Manchester by the Sea is a well-made film filled with touching, human performances - but I really struggled to get swept up in the story.
Kenneth Lonergan serves as both writer and director on Manchester by the Sea; he spins a poignant film about grief, loss and guilt that is filled with a surprising amount of complexity and depth.
The film concerns itself with Lee (Casey Affleck), a surly loner who works as a janitor in Boston. When his brother Joe (Kyle Chandler) suddenly passes away, Lee travels to the chilly fishing village of Manchester by the Sea to care for Joe's only son Patrick (Lucas Hedges). With Patrick's mum not on the scene and no other relatives of note available to take up the charge, Lee learns that he is now Patrick's legal guardian - but skeletons in Lee's closet add more than just a shred of doubt in his mind.
Lonergan's film has been met with almost universal acclaim, and with good reason. There is a lot to love in Manchester by the Sea, from the watertight screenplay that dishes out lashings of deep themes to the achingly beautiful direction and cinematography. Lonergan's lingering camerawork really captures the morbid beauty of the icy New England setting, often to such a degree that you can feel the piercing icy winds permeating out of the screen.
The dialogue in particular can be commended; it sounds like how people talk in real life, with all the nuance and errors of actual speech. Lesley Barber's soundtrack is also a standout, filled with soaring choruses, angelic vocals and gentle piano.
The film also boasts a wealth of wonderful performances; Lucas Hedges is great as Patrick as he spouts surly quip and surly quip at his reluctant guardian. Kyle Chandler and Matthew Broderick also serve up the goods in their supporting roles.
Michelle Williams plays a woman from Lee's past; how she factors in to the narrative is best kept a secret, but her role is a lot smaller than I was expecting.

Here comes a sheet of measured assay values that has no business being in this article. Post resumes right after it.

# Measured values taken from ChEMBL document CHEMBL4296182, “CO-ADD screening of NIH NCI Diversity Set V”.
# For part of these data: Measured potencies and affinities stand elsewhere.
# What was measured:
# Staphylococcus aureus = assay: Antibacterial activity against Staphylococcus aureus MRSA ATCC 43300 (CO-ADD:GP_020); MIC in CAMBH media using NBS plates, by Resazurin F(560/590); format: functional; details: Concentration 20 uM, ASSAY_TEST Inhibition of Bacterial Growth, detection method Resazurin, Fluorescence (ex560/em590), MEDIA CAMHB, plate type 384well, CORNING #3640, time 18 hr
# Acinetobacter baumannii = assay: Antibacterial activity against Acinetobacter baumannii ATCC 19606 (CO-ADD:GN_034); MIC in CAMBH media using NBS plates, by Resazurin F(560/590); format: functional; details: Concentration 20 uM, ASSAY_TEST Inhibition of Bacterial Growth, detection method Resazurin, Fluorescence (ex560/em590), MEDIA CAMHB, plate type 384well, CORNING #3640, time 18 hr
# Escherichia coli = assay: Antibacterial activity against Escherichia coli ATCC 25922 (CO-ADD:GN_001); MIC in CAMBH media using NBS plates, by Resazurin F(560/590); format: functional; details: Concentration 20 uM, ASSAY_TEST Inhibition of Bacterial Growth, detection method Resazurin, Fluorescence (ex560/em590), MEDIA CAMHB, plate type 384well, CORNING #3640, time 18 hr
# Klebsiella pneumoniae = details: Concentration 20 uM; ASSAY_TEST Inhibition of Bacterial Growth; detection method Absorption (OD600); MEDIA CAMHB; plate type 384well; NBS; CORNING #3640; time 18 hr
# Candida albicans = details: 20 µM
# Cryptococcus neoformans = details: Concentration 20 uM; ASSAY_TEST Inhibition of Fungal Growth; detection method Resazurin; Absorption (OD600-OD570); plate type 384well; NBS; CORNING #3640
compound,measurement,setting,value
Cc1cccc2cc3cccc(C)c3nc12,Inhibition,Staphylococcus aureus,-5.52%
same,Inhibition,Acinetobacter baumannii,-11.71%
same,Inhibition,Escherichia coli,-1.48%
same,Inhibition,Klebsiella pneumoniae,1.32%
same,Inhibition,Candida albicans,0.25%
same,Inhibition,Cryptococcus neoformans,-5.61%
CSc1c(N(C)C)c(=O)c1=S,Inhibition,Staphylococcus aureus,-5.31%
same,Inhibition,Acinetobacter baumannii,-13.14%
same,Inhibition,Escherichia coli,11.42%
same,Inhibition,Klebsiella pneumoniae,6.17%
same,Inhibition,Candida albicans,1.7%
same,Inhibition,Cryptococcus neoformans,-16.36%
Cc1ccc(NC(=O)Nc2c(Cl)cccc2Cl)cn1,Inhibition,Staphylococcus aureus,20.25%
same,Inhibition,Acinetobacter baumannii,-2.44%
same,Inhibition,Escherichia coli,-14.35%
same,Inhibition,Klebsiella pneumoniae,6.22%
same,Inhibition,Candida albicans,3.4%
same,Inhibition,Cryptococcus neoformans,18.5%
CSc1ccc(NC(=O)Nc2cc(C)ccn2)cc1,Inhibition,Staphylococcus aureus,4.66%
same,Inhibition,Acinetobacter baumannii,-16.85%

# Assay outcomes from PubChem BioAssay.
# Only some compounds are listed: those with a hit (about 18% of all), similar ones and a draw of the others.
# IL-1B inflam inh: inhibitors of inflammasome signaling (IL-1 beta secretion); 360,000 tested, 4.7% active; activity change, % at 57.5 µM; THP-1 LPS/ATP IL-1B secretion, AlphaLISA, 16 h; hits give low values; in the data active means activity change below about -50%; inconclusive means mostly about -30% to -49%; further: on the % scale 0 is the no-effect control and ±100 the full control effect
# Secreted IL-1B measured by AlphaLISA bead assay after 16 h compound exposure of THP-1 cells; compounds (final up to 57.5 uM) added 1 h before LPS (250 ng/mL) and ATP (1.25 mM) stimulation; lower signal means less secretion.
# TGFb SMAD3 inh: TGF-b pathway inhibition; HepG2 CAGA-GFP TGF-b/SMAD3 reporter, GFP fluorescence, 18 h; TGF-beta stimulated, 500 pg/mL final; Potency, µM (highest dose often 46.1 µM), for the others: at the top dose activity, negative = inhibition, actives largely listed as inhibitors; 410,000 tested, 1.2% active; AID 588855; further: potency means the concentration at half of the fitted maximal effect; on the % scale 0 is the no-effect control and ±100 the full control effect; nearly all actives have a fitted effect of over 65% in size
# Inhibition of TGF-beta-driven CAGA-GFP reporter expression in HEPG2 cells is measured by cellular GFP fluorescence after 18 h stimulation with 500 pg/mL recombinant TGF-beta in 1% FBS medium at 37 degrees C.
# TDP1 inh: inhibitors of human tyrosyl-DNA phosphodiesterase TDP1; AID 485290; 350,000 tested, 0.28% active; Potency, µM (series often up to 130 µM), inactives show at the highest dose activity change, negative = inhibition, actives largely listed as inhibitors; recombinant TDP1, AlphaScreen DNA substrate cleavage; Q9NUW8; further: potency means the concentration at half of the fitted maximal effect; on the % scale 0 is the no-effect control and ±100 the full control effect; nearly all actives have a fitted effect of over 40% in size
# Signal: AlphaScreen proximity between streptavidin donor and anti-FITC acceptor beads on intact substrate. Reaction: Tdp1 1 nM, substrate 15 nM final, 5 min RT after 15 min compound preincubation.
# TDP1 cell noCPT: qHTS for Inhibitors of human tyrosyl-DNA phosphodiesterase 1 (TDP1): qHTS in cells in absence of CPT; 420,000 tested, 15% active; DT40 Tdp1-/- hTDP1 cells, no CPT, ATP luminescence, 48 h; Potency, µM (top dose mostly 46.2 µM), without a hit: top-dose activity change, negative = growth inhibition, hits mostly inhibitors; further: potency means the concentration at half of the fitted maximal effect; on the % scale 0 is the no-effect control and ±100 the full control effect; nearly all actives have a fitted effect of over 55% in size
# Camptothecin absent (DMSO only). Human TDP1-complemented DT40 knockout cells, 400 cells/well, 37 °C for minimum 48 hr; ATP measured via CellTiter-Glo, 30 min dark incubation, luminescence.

I can't quite put my finger on it, but I simply wasn't as enamored by this film as I was hoping. Maybe it was the length or the meandering middle act, but somewhere along the line I found myself starting to drift in and out of the story. Maybe it's because Lonergan places a lot of focus on banal character moments (like pouring cereal or getting dropped off at band practice) that really don't serve a great deal of use in the overall story; he also doesn't flesh out a lot of Affleck and Williams' backstory, leaving a lot of their history open to interpretation.
I also didn't feel like Affleck gave a performance worth writing home about; his character is just so gosh darn sulky and unlikeable for the entire film, it's hard to root for the guy. Granted he went through some terrible stuff; doesn't mean it's easy to sit through over two hours of Sad Affleck 2.0 shoveling snow, fixing leaky pipes and arguing with his nephew.
The Verdict: 7/10
Manchester by the Sea has a lot going for it, I just wasn't as bowled over as most. Lonergan's direction and screenplay are impeccable and filled with raw, relatable human emotion. My main issue with the film is its length and Affleck's sulky and self-destructive character.
Manchester by the Sea is in cinemas across Australia now